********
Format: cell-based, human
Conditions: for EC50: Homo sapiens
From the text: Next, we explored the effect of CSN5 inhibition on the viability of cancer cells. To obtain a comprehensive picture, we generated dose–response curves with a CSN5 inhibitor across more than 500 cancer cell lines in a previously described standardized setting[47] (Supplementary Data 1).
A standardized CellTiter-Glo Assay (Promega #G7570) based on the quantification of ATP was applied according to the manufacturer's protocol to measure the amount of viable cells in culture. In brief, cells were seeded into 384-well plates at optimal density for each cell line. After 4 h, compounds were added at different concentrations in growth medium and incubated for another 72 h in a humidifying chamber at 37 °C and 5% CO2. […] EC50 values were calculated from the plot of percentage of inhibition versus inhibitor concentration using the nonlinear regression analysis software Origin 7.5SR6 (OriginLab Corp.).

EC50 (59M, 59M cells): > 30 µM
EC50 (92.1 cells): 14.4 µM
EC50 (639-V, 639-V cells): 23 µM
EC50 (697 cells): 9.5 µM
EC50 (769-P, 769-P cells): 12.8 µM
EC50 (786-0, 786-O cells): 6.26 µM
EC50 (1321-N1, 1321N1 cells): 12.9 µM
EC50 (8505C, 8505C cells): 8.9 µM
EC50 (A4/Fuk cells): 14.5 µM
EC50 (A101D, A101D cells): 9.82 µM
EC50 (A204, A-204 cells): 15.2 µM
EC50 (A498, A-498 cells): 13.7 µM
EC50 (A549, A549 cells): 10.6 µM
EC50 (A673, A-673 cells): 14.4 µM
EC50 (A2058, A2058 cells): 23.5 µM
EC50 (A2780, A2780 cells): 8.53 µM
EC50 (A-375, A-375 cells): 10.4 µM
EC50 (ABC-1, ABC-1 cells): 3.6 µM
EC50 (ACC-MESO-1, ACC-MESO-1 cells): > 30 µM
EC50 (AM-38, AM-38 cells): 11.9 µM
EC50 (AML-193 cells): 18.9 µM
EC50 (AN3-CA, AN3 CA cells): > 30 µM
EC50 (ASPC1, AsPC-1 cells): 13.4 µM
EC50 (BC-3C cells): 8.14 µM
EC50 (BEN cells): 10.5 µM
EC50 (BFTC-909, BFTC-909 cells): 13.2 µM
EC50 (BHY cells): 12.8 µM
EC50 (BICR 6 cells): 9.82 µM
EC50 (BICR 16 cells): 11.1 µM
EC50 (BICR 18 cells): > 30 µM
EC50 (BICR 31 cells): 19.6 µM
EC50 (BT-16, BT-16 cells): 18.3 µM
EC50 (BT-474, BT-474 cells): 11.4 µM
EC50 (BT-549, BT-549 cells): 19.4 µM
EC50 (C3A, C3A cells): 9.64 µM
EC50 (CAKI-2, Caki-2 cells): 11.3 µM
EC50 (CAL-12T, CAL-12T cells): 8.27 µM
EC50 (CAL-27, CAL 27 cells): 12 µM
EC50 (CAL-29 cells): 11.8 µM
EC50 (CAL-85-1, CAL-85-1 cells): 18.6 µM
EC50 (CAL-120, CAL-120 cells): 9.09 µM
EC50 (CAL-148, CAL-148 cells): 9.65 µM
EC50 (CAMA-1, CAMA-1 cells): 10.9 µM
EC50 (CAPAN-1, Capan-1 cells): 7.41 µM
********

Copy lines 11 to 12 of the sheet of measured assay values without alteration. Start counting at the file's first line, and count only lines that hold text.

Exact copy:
EC50 (1321-N1, 1321N1 cells): 12.9 µM
EC50 (8505C, 8505C cells): 8.9 µM